At the time, Mayer and other Israeli hasbara officials carried out a relentless smear campaign against Badawi, who had tweeted the photo from her private account.
Except there’s one problem with Mayer’s story: all the evidence shows that Raja Abu Shaban did die during an Israeli air attack.
Ma’an uncovers cause of death
Following the controversy over Raja’s photo, Ma’an News Agency uncovered overwhelming and convincing evidence that Raja died during an Israeli attack:
Raja, 2, arrived dead to Shifa hospital on Aug. 9, 2006, around the same time as the bodies of two members of the Popular Resistance Committees, after an airstrike in Gaza City.
The Israeli army insists the airstrike was not in any way linked to her death, but medical records, interviews with relatives of the girl, and news reports from that day suggest otherwise.
“Israeli rockets fell near the house, causing the playground slide to fall on top of her,” Raja’s father Salam Abu Shaban said Sunday, pointing out the strike occurred less than 200 meters away. Her mother agreed.
The cause of death registered in a hospital medical report, seen by Ma’an, from that day in 2006 concludes that Raja died “due to falling from a high area during the Israeli strike on Gaza.”
It notes: “The Gaza prosecutor registered her as a martyr,” a term commonly used to describe Palestinians killed by Israeli forces.
Human rights organizations also say Raja died after the impact of the explosions. Israeli and Palestinian groups maintain her fall was the result of the army activity targeting militants in a nearby field.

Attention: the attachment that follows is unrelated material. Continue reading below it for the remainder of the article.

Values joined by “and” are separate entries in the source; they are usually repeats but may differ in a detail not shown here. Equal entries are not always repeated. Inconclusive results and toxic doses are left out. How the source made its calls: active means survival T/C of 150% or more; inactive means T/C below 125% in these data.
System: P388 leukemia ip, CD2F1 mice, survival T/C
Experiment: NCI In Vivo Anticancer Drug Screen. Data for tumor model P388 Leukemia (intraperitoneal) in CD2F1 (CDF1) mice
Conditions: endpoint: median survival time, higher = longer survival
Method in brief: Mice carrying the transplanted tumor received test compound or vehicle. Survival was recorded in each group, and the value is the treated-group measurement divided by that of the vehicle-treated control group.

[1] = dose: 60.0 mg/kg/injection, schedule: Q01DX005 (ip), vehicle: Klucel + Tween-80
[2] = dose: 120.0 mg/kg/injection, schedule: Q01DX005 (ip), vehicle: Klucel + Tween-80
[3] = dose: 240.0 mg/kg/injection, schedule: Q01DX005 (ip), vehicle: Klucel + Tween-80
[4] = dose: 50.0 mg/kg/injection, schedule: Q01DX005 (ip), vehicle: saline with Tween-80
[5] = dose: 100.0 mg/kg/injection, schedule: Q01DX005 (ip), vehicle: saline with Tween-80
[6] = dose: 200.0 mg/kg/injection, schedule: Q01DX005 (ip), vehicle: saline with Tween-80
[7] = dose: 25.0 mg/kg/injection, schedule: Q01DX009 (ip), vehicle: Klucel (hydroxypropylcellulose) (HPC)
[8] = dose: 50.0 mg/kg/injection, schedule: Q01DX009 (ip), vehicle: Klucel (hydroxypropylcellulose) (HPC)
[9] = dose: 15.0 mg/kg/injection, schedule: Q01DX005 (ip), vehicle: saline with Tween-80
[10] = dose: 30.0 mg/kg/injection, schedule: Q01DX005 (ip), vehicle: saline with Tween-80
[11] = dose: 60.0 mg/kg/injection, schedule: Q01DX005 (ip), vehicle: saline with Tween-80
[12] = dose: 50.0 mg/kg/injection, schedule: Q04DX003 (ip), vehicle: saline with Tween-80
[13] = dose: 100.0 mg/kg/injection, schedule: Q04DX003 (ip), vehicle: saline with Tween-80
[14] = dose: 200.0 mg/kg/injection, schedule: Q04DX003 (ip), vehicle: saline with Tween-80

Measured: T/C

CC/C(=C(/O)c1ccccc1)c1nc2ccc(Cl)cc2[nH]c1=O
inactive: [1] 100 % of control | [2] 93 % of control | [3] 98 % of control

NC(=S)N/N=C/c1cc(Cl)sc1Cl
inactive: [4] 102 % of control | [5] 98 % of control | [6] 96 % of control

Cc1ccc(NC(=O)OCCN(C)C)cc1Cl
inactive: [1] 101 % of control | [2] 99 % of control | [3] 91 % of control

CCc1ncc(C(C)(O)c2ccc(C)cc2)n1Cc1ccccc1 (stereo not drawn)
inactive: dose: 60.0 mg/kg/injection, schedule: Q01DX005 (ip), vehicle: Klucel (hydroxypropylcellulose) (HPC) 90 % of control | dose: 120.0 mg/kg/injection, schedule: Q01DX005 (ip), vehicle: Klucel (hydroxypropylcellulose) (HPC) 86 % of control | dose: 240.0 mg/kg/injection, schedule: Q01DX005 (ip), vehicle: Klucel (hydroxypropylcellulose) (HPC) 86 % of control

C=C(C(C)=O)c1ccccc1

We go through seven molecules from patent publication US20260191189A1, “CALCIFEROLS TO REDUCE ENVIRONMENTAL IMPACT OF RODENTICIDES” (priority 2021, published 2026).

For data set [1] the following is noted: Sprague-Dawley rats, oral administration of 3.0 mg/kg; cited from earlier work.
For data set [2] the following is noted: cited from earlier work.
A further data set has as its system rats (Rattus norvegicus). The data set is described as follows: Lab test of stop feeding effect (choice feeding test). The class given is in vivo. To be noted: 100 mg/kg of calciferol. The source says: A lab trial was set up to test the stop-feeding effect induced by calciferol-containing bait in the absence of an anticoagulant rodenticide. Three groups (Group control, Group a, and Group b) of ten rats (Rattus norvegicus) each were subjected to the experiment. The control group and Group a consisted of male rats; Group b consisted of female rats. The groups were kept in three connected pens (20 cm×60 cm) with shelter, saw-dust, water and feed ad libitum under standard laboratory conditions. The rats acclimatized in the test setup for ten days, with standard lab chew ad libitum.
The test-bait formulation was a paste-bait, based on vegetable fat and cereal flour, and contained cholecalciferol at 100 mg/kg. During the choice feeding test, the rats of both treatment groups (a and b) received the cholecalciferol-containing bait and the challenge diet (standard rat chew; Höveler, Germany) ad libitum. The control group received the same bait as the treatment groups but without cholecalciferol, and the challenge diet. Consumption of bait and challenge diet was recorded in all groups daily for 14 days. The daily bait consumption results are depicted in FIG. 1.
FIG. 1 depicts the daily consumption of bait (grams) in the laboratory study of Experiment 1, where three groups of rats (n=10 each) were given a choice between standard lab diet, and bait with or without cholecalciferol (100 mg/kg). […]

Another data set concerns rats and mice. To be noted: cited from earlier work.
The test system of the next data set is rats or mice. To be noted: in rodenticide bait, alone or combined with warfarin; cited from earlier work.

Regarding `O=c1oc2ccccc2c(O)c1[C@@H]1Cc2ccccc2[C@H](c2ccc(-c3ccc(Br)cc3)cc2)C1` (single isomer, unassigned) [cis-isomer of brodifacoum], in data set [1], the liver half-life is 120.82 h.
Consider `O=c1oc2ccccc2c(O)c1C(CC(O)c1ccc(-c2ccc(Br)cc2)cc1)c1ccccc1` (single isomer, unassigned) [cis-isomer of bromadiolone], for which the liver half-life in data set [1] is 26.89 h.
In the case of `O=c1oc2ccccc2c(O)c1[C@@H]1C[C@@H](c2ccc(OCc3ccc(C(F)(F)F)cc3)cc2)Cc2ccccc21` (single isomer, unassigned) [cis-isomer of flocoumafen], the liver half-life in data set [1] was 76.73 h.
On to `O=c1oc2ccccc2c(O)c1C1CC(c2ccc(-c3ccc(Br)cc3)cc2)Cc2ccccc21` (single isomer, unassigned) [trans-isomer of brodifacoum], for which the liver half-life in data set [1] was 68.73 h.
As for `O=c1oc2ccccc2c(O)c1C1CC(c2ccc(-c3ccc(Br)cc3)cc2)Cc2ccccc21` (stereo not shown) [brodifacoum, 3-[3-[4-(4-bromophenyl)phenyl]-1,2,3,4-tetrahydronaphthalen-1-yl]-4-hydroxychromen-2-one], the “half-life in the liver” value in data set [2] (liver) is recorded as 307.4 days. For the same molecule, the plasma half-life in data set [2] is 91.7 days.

In a register of Palestinian civilians killed by Israeli forces, the rights group B’Tselem reports that Raja “fell off a swing and bumped her head when a missile fired by the IDF hit an orchard 100 meters from the house.”
Recent investigations have re-confirmed this account, B’Tselem official Sarit Michaeli said Sunday.
Research by the Gaza-based rights group Al Mezan, in the days after Raja’s death, also found the impact of the strike caused her to fall, the rights group confirmed Saturday.
“While the (Israeli army) did not target the girl directly, they launched an attack with three missiles on a densely populated area, which caused the death of the girl, the injury of three civilians and the damage of several houses in the area,” Al Mezan noted in a statement.
More than two months after Ma’an published this report, of which Mayer is undoubtedly aware, he is still flatly lying that Israel had nothing to do with Raja’s death and touting his efforts to spread this lie as a success and model for young anti-Palestinian propagandists to emulate.